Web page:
Events

Tuesday, June 15, 2010

14 June (1777): Flag Day--and a salute to both Betsy Ross and Marla Miller

Today is Flag Day, which, as the Christian Science Monitor explains, is not an official federal holiday, but marks the date in 1777 on which the Continental Congress adopted the national flag.

I cannot fail to note that, as the article goes on to explain, the holiday originated in my native midwest:
The idea of celebrating the adoption of the American flag came around in the late 1800s, when Wisconsin school teacher B.J. Cigrand organized a “Flag Birthday” or “Flag Day” for his students.

The celebration became more widespread with each year, leading to the first national observance of Flag Day on June 14, 1877, the centennial of the original flag resolution.

But it was not until Aug. 3, 1949, that President Truman signed an Act of Congress designating June 14 of each year as National Flag Day.
The article also discusses some of the history and etiquette surrounding the flag. It was all familiar to me because, when I was a child, I had one of the famous "Little Golden Books" (recently celebrated at our local Eric Carle Museum of Picture Book Art), on Our Flag (# 388 in the series), which explained everything from its evolution to the rules for proper handling and display. It's probably not the sort of thing kids would read nowadays. Still, it is interesting to think about how we sometimes obtain lasting memories and information from strange sources.


Of course the article also notes the debate over the creation of the first flag: "The designer of the first American flag is still unknown, although historians believe it was either New Jersey Congressman Francis Hopkinson or Betsy Ross, a Philadelphia seamstress." Interestingly, I think, we all grew up learning both that Betsy Ross was said to have designed the American flag and that this legend was perhaps just that. We never got much further in the schools. Strangely enough, neither did the scholars—until now.

This provides me with an opportunity to congratulate my University of Massachusetts colleague, Director of Public History Marla Miller, who recently brought out a very well-received new book on Besty Ross and the Making of America (Macmillan, 2010). As scholars have noted, the legend arose only a century after the fact in remarks of Ross's grandson. Interviewed last year, Marla speculated that his mother created the story when interest in Colonial and Revolutionary women was on the rise. The truth turns out to be complex. As reporter Diane Lederman explains:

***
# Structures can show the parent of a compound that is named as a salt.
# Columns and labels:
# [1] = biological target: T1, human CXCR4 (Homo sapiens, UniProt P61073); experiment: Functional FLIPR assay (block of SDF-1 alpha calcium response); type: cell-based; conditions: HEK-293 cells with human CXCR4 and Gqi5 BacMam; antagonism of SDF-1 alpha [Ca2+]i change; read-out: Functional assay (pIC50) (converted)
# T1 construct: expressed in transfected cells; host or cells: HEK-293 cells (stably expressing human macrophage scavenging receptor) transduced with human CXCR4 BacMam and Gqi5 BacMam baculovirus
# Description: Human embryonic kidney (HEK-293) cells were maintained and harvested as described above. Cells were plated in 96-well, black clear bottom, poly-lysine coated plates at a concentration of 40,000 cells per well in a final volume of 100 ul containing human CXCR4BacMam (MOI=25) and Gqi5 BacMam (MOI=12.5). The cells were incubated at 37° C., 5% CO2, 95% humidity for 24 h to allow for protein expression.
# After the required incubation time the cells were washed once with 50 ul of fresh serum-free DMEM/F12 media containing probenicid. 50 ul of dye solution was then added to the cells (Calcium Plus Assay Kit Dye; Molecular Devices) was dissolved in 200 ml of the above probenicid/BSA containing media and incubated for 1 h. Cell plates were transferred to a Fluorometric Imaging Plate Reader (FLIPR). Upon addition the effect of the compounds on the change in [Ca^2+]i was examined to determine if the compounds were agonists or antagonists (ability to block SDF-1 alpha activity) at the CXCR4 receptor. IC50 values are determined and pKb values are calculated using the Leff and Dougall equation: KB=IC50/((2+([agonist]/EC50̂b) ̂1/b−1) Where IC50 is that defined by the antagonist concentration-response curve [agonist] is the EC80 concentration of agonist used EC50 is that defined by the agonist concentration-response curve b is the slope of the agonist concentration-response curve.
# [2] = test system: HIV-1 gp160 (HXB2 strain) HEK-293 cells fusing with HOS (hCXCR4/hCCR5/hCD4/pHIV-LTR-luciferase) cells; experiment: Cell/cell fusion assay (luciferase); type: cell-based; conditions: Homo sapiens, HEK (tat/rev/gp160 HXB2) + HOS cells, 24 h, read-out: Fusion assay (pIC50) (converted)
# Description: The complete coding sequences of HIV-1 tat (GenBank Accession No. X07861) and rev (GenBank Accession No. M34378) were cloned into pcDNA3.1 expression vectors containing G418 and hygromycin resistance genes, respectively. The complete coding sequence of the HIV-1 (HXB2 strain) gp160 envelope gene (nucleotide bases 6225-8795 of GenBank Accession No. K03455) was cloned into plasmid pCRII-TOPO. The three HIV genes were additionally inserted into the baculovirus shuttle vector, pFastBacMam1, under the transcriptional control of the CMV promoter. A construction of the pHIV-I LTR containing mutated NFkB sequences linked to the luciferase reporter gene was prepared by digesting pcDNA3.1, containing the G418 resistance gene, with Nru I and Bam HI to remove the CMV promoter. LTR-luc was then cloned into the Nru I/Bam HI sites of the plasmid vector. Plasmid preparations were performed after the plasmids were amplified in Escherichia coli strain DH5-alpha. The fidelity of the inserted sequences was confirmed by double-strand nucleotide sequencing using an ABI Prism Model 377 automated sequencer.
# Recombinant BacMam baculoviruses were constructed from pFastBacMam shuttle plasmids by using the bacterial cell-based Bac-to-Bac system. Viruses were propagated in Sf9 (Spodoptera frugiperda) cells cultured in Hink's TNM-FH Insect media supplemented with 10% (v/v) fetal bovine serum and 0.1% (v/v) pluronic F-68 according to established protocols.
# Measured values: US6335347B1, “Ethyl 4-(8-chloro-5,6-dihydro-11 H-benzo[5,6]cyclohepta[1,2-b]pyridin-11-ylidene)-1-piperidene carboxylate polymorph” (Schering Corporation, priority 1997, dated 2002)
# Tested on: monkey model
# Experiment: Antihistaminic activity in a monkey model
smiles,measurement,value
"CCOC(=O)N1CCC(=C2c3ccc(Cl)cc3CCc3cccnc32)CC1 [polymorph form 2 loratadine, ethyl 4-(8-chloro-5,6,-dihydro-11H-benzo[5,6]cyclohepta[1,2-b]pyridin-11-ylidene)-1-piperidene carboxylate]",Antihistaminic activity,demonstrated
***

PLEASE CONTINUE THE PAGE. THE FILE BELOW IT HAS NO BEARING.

When she first took on the project of writing about the life of Betsy Ross, historian Marla R. Miller said “I thought I would be dismantling the legend altogether.”

But the author of “Betsy Ross And the Making of America” said while there is no proof that Ross stitched the first American flag of 13 stars and stripes, “somebody had to do it first.” And as she said, “the truth is somewhere in between (those who claim she did and those who deny it.)”
As Lederman explains,
Miller was surprised no one else had written a scholarly biography when she decided to write one. She thinks nothing was written in part because there was little to document her life. “No papers had been saved; that’s a deterrent to biography. People in the past failed to anticipate my needs,’ she joked.

And during the feminist movement of the 1960s and 1970s when her life might have been examined, Ross had been “a subject of derision. “No scholar would have taken it on as a project; it would have been too risky.”
While Miller didn’t have Ross’ documents she did have much other material about Ross’ family - material about her siblings, three husbands and children. There were seven born but five lived into adulthood. She was able to construct Ross’ life through those windows.

“The big challenge is (that Ross) is not a strong presence all the way through.” But what she did was put “her in context of what women like her must have been doing.”
Marla has always been intensely interested in both material culture and the lives of people who made things. The story of Betsy Ross thus provides a window into the lives of women and working people. The fact that is not always explicitly and extensively documented is a challenge, but also an advantage to the extent that if offers an opportunity to teach the public how historians really work. Even when the documentation is rich, the "facts" do not speak for themselves; they always need to be interpreted. Historians have to work inferentially, read between the lines, and make the most of circumstantial evidence, especially in the case of the lower classes and marginalized groups who did not leave their own documentary record.

As Marla puts it, “I feel so privileged to be the person to have written this. I was the right person in the right place to appreciate her real story.” Thanks to her, she's not the only one to appreciate it: the book has been a huge success with critics— the Wall Street Journal praised it, the New York Times listed it as an Editor's Choice, and Publisher's Weekly gave it a starred review. (listen to an interview with the author)

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